Journal of Refractive Surgery

Original Article Supplemental Data

Intraoperative Patient Experience and Postoperative Visual Quality After SMILE and LASIK in a Randomized, Paired-Eye, Controlled Study

Iben B. Damgaard, MD; Marcus Ang, FRCS; Mohamed Farook, BSC; Hla M. Htoon, PhD; Jodhbir S. Mehta, FRCOphth

Abstract

PURPOSE:

To compare intraoperative and postoperative subjective patient experience after small incision lenticule extraction (SMILE) and femtosecond laser–assisted LASIK.

METHODS:

In a prospective, randomized, paired-eye, single-masked clinical trial at Singapore National Eye Centre, 70 patients were randomly treated with SMILE and LASIK in each eye. The intraoperative questionnaire was completed immediately after surgery and included light perception and levels of anxiety, fear, and discomfort. The postoperative 1- and 3-month questionnaires evaluated severity of light sensitivity, eye discomfort, eye dryness, excessive tearing, gritty sensation, glare, halos, blurring, and fluctuations in vision.

RESULTS:

Average discomfort scores were higher during tissue manipulation in SMILE (1.9 ± 0.9) than flap lifting in LASIK (1.59 ± 0.8) (P = .020) but comparable during docking and laser application (P > .249). Fear scores were lower in SMILE than LASIK during docking (2.6 ± 1.6 vs 3.4 ± 1.9, P = .024) but similar during occasional blackout, laser application, and lenticule/flap manipulation (P > .364). Fear scores were generally higher in patients with intraoperative suction loss (n = 3). For SMILE, light sensitivity, eye discomfort, blurring, and fluctuations in vision improved from 1 to 3 months (P < .039). For LASIK, improvements were reported for light sensitivity, eye discomfort, eye dryness, gritty sensation, and fluctuations in vision from 1 to 3 months (P < .046). At 1 month, patients experienced more blurring after SMILE than LASIK (2.1 ± 0.8 vs 1.8 ± 0.7, P = .025), but with no differences in any of the visual symptoms at 3 months.

CONCLUSIONS:

Tissue manipulation may be more uncomfortable during SMILE than LASIK, but not more frightening. Subjective visual symptoms were comparable after 3 months.

[J Refract Surg. 2018;34(2):92–99.]

Abstract

PURPOSE:

To compare intraoperative and postoperative subjective patient experience after small incision lenticule extraction (SMILE) and femtosecond laser–assisted LASIK.

METHODS:

In a prospective, randomized, paired-eye, single-masked clinical trial at Singapore National Eye Centre, 70 patients were randomly treated with SMILE and LASIK in each eye. The intraoperative questionnaire was completed immediately after surgery and included light perception and levels of anxiety, fear, and discomfort. The postoperative 1- and 3-month questionnaires evaluated severity of light sensitivity, eye discomfort, eye dryness, excessive tearing, gritty sensation, glare, halos, blurring, and fluctuations in vision.

RESULTS:

Average discomfort scores were higher during tissue manipulation in SMILE (1.9 ± 0.9) than flap lifting in LASIK (1.59 ± 0.8) (P = .020) but comparable during docking and laser application (P > .249). Fear scores were lower in SMILE than LASIK during docking (2.6 ± 1.6 vs 3.4 ± 1.9, P = .024) but similar during occasional blackout, laser application, and lenticule/flap manipulation (P > .364). Fear scores were generally higher in patients with intraoperative suction loss (n = 3). For SMILE, light sensitivity, eye discomfort, blurring, and fluctuations in vision improved from 1 to 3 months (P < .039). For LASIK, improvements were reported for light sensitivity, eye discomfort, eye dryness, gritty sensation, and fluctuations in vision from 1 to 3 months (P < .046). At 1 month, patients experienced more blurring after SMILE than LASIK (2.1 ± 0.8 vs 1.8 ± 0.7, P = .025), but with no differences in any of the visual symptoms at 3 months.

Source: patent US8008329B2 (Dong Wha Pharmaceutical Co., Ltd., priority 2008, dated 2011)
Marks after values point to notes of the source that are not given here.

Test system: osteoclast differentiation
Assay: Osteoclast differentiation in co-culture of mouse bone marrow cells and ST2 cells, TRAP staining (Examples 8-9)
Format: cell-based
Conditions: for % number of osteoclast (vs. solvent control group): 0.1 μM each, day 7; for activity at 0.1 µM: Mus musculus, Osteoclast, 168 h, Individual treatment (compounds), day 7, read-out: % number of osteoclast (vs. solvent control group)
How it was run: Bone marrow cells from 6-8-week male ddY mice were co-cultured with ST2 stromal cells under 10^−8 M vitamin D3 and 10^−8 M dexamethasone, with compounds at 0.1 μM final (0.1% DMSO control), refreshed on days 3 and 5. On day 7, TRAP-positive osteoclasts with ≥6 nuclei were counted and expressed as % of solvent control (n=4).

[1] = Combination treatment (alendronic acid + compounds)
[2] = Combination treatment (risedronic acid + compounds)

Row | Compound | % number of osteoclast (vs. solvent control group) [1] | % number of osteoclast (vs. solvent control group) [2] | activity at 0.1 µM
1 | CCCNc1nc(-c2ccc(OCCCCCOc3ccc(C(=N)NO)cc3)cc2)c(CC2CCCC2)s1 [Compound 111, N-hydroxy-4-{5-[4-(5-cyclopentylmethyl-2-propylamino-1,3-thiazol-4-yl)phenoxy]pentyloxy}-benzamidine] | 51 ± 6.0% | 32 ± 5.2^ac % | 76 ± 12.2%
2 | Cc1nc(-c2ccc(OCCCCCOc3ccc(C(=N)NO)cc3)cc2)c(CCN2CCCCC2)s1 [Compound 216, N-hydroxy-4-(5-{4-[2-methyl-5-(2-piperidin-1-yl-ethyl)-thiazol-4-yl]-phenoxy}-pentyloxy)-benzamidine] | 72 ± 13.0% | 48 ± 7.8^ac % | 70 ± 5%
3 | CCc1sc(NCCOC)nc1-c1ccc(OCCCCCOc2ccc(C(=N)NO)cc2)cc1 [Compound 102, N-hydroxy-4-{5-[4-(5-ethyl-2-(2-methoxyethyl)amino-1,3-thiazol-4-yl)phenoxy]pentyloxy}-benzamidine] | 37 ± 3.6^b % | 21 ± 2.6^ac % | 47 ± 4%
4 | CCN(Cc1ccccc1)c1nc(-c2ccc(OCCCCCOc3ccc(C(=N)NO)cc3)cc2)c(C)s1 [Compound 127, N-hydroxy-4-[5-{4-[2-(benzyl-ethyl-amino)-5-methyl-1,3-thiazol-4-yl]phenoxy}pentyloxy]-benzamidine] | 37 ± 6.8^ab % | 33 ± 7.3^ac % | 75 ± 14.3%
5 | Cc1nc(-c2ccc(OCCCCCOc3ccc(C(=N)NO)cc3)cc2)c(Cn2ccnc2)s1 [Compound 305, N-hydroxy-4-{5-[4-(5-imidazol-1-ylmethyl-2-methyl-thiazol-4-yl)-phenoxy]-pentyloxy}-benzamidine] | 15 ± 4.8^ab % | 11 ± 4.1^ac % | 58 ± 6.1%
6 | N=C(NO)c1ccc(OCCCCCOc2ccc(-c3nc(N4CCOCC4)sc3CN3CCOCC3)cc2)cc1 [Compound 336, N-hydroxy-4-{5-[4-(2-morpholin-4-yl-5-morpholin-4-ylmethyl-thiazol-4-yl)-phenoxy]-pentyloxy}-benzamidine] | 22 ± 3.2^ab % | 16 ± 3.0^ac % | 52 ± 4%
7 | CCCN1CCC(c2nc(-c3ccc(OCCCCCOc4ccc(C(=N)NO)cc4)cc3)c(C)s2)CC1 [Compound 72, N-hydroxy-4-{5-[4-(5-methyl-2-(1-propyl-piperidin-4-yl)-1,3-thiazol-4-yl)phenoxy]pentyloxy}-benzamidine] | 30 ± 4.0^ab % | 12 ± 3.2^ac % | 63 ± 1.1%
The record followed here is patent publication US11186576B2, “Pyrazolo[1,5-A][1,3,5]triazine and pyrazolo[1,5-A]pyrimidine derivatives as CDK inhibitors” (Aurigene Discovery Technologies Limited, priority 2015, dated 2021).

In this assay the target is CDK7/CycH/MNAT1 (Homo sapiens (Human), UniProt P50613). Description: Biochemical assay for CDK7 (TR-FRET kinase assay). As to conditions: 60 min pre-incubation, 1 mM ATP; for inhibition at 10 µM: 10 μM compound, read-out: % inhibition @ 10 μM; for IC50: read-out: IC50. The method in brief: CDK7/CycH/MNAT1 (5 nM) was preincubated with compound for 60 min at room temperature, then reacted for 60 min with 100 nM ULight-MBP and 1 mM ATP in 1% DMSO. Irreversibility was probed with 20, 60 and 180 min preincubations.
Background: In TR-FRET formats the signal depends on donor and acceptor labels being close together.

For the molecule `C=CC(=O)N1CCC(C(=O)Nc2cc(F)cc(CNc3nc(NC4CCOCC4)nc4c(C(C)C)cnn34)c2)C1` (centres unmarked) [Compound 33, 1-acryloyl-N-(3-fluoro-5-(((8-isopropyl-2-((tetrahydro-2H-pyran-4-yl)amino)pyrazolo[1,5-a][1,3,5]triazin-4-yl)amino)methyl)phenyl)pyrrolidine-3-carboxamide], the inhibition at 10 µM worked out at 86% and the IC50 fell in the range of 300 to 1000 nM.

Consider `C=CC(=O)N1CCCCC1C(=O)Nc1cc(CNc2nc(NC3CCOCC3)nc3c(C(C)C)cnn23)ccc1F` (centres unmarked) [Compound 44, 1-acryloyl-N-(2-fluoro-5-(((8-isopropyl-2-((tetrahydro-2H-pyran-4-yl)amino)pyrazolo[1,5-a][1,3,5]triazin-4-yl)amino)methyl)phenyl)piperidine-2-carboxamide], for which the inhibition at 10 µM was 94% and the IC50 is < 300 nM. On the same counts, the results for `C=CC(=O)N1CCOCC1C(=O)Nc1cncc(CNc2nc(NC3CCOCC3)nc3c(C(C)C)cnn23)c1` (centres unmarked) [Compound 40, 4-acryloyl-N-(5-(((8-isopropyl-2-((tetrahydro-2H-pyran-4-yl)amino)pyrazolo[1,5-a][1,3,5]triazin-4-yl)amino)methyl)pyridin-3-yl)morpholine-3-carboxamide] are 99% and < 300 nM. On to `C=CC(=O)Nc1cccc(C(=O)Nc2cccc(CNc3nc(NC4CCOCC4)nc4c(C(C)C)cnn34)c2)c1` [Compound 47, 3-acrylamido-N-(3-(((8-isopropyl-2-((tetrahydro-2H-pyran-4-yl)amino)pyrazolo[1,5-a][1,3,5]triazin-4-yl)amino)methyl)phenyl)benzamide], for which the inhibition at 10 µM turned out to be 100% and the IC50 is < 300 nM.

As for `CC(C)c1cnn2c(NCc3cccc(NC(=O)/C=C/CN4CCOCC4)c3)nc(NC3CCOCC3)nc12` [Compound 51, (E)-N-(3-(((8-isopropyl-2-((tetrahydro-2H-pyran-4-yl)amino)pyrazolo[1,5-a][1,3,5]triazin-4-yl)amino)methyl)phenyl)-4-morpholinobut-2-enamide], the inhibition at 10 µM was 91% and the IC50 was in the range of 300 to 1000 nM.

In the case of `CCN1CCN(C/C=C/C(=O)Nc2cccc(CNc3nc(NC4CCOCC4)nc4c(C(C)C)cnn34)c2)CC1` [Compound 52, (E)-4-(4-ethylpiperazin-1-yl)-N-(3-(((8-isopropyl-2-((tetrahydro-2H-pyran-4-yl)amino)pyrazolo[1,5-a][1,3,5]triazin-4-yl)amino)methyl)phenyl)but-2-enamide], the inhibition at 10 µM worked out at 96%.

CONCLUSIONS:

Tissue manipulation may be more uncomfortable during SMILE than LASIK, but not more frightening. Subjective visual symptoms were comparable after 3 months.

[J Refract Surg. 2018;34(2):92–99.]

Fear and anxiety may affect patient cooperation during surgery, with increased risk of complications in uncooperative or fearful patients.1 Therefore, it is of great value to evaluate the patient intraoperative experience to improve preoperative patient counselling. Detailed information of what to expect during surgery may help to reduce patient anxiety and thereby reduce the risk of intraoperative complications. A previous study of LASIK and SMILE has shown patients' experience is more fearful during suction application, laser cutting, and tissue manipulation with LASIK than SMILE.2 However, these findings are limited by the use of comparative groups, where the within-patient variability affects the subjective scores. Hence, a randomized paired-eye study would provide more statistical strength by removing the potential bias of individual characteristics.